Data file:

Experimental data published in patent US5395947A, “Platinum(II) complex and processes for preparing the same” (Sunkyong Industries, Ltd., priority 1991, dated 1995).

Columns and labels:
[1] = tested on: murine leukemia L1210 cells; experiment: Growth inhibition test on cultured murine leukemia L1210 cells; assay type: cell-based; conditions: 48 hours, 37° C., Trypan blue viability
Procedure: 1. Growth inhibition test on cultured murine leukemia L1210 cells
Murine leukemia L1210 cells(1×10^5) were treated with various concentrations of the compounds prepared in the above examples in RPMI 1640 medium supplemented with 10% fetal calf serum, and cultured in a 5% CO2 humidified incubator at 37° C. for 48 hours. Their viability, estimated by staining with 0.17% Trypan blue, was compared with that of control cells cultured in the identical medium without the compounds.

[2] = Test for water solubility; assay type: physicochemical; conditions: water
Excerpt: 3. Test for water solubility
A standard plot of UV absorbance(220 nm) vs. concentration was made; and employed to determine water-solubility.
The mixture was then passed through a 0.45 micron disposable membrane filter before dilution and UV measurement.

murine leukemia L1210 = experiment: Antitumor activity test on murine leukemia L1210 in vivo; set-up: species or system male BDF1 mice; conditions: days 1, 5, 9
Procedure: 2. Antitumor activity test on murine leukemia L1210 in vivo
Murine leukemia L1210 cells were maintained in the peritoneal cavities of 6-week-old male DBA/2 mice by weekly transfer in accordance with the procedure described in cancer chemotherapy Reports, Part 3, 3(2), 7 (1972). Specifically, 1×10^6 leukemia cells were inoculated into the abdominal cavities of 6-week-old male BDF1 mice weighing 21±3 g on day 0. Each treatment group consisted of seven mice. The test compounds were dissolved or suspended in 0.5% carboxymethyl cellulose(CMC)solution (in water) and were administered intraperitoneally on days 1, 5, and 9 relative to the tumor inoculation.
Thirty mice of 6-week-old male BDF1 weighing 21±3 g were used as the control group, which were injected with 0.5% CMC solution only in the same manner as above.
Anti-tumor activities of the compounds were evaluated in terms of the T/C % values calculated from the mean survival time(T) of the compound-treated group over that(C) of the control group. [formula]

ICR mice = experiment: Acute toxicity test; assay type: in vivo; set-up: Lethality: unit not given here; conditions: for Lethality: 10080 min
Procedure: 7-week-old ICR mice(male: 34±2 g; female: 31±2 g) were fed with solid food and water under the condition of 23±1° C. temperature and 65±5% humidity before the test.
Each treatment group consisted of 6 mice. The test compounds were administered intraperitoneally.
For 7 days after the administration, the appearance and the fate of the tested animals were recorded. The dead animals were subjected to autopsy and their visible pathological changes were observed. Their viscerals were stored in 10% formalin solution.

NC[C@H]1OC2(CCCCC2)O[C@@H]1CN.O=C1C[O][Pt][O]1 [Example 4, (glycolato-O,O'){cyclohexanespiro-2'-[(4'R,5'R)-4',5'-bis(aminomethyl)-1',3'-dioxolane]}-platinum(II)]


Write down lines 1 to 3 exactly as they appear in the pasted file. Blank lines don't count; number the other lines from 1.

Experimental data published in patent US5395947A, “Platinum(II) complex and processes for preparing the same” (Sunkyong Industries, Ltd., priority 1991, dated 1995).

Columns and labels:
[1] = tested on: murine leukemia L1210 cells; experiment: Growth inhibition test on cultured murine leukemia L1210 cells; assay type: cell-based; conditions: 48 hours, 37° C., Trypan blue viability